The Trade-Related Investment Measures Agreement provides that the Member States shall not apply trade-related investment measures which are inconsistent with the national treatment requirement or the prohibition of quantitative restrictions. There are a number of illustrative trade measures (expand on this using earlier dictations on international matters).

Existing trade-related investment measures are to be notified to WTO Council on Trade and Goods and to be eliminated in accordance with a schedule.

Measures which are discriminatory including by way of taxes, licensing and expropriation without compensation are not trade-related measures in this context but maybe the subject of other bilateral treaties or customary international law.

Protection of Investors

Investment protection provisions have been a feature of International Trade Agreements for many years. They seek to protect investors of one state from governmental action, particularly confiscatory type action, by the government of the other state party. They are seen as a necessary precursor to confidence in investments.

Customary international law backed by effective political and military power traditionally provided for protection against forfeiture without adequate and timely compensation and protection.

Many industries were nationalised in the wake of the withdrawal of European colonial powers in the 1950’s until 1970’s. Developing states resisted payment of compensation in such circumstances on the basis of expropriation and nationalisation.

Many such protections exist as bilateral agreements. The UK has negotiated over a 100 bilateral agreements together with a further 75 treaties with equivalent provisions prior to the transfer of powers in this area to the EU in 2010.

The OECD promoted a draft convention on the protection of property rights abroad.  It is used as a basis for treaty and bilateral agreement provisions.

Features of Modern Investment Agreement

Modern investment treaties provide for particular substantive and procedural guarantees of investors’ rights. They usually include a guarantee of procedural fair treatment in any prospective expropriation, compensation and the enforcement of contracts.

Investment agreements commonly affirm the protection and enforceability of contracts. The protection of contracts assists the protection against expropriation.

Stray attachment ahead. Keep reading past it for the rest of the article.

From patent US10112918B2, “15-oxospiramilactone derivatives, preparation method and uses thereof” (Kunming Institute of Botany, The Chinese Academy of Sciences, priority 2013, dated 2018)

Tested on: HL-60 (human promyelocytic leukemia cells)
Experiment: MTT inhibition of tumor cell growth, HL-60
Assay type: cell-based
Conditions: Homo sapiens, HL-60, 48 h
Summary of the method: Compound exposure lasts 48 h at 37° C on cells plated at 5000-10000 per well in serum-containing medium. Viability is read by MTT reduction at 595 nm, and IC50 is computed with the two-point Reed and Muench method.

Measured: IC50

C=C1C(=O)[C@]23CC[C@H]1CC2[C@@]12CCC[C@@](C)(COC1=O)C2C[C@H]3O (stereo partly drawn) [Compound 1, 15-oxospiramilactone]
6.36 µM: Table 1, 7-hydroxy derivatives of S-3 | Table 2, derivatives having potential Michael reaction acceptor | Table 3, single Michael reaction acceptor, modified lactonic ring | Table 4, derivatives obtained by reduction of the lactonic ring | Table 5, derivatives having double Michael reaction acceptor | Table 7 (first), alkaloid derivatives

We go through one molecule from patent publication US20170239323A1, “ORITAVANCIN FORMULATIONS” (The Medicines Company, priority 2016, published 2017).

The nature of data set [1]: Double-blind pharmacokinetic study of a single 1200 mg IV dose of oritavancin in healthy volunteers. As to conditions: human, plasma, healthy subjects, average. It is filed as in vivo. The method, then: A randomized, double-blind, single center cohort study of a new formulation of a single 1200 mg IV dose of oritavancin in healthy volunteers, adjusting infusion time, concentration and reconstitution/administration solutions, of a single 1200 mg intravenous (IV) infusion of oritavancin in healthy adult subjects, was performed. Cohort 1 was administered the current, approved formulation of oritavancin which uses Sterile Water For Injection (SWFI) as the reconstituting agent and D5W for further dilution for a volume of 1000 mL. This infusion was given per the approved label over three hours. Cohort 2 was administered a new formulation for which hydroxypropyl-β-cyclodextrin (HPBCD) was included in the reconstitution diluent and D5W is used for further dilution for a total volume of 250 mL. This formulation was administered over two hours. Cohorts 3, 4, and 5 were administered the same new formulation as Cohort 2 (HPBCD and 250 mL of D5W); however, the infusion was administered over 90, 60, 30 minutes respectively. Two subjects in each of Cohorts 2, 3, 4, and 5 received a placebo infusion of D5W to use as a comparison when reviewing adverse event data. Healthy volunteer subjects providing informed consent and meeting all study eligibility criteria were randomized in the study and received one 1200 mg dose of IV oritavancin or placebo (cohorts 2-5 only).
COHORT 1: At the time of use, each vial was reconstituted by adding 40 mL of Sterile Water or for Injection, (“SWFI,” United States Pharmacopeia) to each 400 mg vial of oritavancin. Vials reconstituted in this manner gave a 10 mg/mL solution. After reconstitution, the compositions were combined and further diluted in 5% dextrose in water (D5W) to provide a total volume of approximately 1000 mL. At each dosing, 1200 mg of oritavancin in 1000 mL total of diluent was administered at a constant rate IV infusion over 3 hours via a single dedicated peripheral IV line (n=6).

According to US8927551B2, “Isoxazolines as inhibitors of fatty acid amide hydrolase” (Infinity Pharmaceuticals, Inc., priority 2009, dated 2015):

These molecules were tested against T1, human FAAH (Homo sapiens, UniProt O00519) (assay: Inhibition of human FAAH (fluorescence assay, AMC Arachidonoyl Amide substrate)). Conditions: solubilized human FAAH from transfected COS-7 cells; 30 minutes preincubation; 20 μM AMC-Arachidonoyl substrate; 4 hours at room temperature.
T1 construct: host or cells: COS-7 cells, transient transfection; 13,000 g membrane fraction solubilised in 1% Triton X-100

The purpose of the investment protection rules is to protect investors against the changes in law by states which arbitrarily frustrate their legitimate interests and expectations. They may cause a state to be liable to investor parties, even where the changes are as a result of its laws or policy.

Unlike almost all other areas, these provisions typically allow for direct rights of compensation for affected parties, where there is a breach of the obligation. There is usually provision for investors to claim directly before an international tribunal comprised of arbitrators appointed by the parties. There is provision for enforcement of the arbitration awards.

Modern agreements have declared good faith non-discriminatory measures that protect legitimate public welfare objectives such as health, the safety of the environment, do not to constitute indirect expropriation.

Modern agreements, including the CETA agreement, have sought greater transparency and arbitration,  codes of conducts and an appeal system. There have been proposals to have a permanent international investment court.


The purpose of the investment protection rules is to protect investors against the changes in law by states which arbitrarily frustrate their legitimate interests and expectations. They may cause a state to be liable even where the changes are as a result of its laws or policy.

Nearly all investment treaties require that the host state affords fair and equitable treatment to investors of the other state. This is the issue most commonly raised before investment tribunals and the one most commonly breached. Fair and equitable treatment is not clearly defined. The settlements have developed progressively through international arbitration decisions.

In broad terms, when a foreign investor invests in a host state, he expects it to act in a consistent manner free from ambiguity totally transparently in its relationships effects not to have concerns in licences arbitrarily revoked.